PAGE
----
River Cities' Reader: I'm surprised you're at home. You have a reputation for going on the road and staying there.

Dave Holland: I was in England this weekend performing a bass concerto composed by a very fine British composer.

• This Tuesday brings the release of a new single worth crowing about. "Danger! High Voltage" is the love cry of Electric Six, a Detroit five-piece that has simply blown me away with its homage-heavy sound, buzzing with dramatic energy like a Talking Heads' open-tent rejuvenation of the church of rock and roll.

The story of Mary Cutrufello is not exactly a rarity in the music business. It's the tale of an artist who draws a lot of attention from major labels, comes this close to achieving her dream of superstardom, and then watches in disbelief as the bottom falls out.

• This Tuesday brings the solo debut CD from Jesse Malin, and it's one of those magical albums that really digs its teeth in deep with repeated listenings, a neon-cool collection of melodic Americana moments that resonate from the suburbs to the subway.

• Cover craziness abounds with a pair of terrific new releases. This past month Chicago's punk and cornpone label, Bloodshot Records, celebrated its 100th release of authentic independent country. As a treat to the fans, the label culled its vaults for an appropriate thank-you, and the result is one of the most captivating collections I've heard in a while.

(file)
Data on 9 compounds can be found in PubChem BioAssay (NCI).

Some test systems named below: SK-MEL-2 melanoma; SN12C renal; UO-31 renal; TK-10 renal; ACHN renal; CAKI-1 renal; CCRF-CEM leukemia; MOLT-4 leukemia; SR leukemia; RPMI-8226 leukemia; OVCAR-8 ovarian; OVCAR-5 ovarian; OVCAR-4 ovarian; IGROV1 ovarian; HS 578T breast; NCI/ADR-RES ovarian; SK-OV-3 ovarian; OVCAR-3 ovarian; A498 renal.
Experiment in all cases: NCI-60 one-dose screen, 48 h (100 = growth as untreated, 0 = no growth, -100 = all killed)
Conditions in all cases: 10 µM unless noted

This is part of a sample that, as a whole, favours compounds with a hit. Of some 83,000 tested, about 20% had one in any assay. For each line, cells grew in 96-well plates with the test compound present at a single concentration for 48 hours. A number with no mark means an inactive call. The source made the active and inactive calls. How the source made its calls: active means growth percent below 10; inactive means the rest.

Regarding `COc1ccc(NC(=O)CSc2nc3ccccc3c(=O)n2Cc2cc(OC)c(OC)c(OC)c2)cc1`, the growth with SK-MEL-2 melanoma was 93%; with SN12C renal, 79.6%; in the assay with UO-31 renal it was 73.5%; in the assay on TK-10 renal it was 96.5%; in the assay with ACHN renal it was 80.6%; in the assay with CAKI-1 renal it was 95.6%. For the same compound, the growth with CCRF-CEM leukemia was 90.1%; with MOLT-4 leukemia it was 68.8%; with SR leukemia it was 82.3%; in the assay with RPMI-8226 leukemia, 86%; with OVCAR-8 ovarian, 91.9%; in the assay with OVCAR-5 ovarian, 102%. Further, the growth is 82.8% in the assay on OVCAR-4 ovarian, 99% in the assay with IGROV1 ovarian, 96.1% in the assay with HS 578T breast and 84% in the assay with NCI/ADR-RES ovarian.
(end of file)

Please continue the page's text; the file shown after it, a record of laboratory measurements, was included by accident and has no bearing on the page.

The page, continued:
Local hard-rock quartet Circle 7 has been testing itself over the past year. The band has been playing to small-town crowds unfamiliar with its sound and its work, played an acoustic set for the first time (at the Blackthorn Pub on New Year's Eve), and has spent time in the well-regarded Catamount studio in Cedar Falls, Iowa, recording a new record.

• Do you feel like starting your own record label, boasting an artist lineup that includes Elvis Presley, Ella Fitzgerald, and Maria Callas? A recent New York Times article by Anthony Tommasini has brought to light another weakness in the American record industry's armor - the upcoming tide of European import CDs that take advantage of Europe's copyright-protection laws that put recordings into the public domain after only 50 years.

You know the big stories of 2002: Eminem is the King of Most Media. The White Stripes, The Strokes, The Vines, and The Hives are cool (or at least music magazines think so). Springsteen can still matter (or at least newsmagazines think so).

With the rolling wheels of the record industry grinding down for a holiday break, here are more of my picks for the best of 2002. Best Spoken Word CD of the Year: Paul Krassner - Irony Lives! (Artemis Records) Recorded earlier this year in the post-September 11 dialogue, this thinking-man's comedy release comes from the fertile and skewed mind of the co-founder of the Youth International Party (Yippies) and all-around muckraker, a nail among the balloons of government and the media elite.

The big attraction at Saturday's show at RIBCO will be the Grammy-winning acid-jazz outfit Liquid Soul, but the opening act is a fresh breeze that should appeal to fans of both jazz and hip hop.

The J.